# Quadratic optimization problem with an orthogonality constraint

$$X \in \mathbb{R}^{n\times d}$$, $$P \in \mathbb{R}^{n\times k}$$ and $$L \in \mathbb{R}^{k\times d}$$.

What is the best way to solve a simple quadratic optimization problem with an orthogonality constraint:

$$min_{_{P}}(\left \| X - PL \right \|_{F}^{2}) \:$$ s.th $$\:P^{T}P=I_{k}$$

• The constraint $P^TP=I_k$ implies that $\|P\|^2_F=k$ which is a constant, so it can be dropped from the objective function.
– greg
Commented Oct 17, 2020 at 0:59
• I have dropped the constant term. Commented Oct 17, 2020 at 2:02
• Okay, now you are left with something called the Orthogonal Procrustes problem.
– greg
Commented Oct 17, 2020 at 3:24
• Quite interesting! I will check this solution. Thanks Commented Oct 17, 2020 at 4:00

Because $$P$$ isn't square, this isn't quite the classical orthogonal Procrustes problem, but it can be transformed into a standard orthogonal Procrustes problem by 0-padding $$L$$. This is discussed for example in the book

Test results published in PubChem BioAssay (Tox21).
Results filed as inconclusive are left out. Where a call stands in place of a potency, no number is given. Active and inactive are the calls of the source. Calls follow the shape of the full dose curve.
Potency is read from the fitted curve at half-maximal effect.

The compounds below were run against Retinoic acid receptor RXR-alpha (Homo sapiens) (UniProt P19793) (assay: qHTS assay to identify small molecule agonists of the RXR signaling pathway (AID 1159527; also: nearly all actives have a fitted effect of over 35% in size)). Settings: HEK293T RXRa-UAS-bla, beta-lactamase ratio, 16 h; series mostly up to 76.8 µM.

Gower, John C., and Garmt B. Dijksterhuis. Procrustes problems. Oxford Statistical Science Series, Vol. 30. Oxford University Press, 2004.

Let

$$\bar{L}=\left[ \begin{array}{c} L \\ 0 \\ \end{array} \right]$$

where the extra block of 0's makes $$\bar{L}$$ of size $$n$$ by $$k$$.

Then your original problem is equivalent to

$$\min_{Q} \| X-Q\bar{L} \|_{F}^{2}$$

where $$Q$$ is $$n$$ by $$n$$ and orthogonal. This is a standard orthogonal Procrustes problem. The solution to this is well known.

Find the singular value decomposition (SVD) of the matrix $$X\bar{L}^{T}$$.

$$X\bar{L}^{T}=U\Sigma V^{T}$$.

Then the optimal $$Q$$ is

$$Q=UV^{T}$$.

Once you've solved for $$Q$$, you can extract the first $$k$$ columns of $$Q$$ to obtain $$P$$. Note that $$PL=Q\bar{L}$$ because the last n-k rows of $$\bar{L}$$ are 0.

Depending on the sizes of the matrices, it may be helpful to use the economy-sized version of the SVD on $$XL^{T}$$ for this computation. If

$$XL^{T}=U\Sigma V^{T}$$

where $$U$$ is of size $$n$$ by $$k$$, $$\Sigma$$ is of size $$k$$ by $$k$$, and $$V$$ is of size $$k$$ by $$k$$, then your solution is

$$P=UV^{T}$$.

• Is it possible to solve this problem using truncated SVD of XL'? In fact the computational complexity rises too much when we use the proposed solution. Commented Oct 17, 2020 at 21:51
• Yes, you can use the economy-sized SVD of $XL^{T}$ to do this. I'll edit the answer to include this. Commented Oct 17, 2020 at 22:05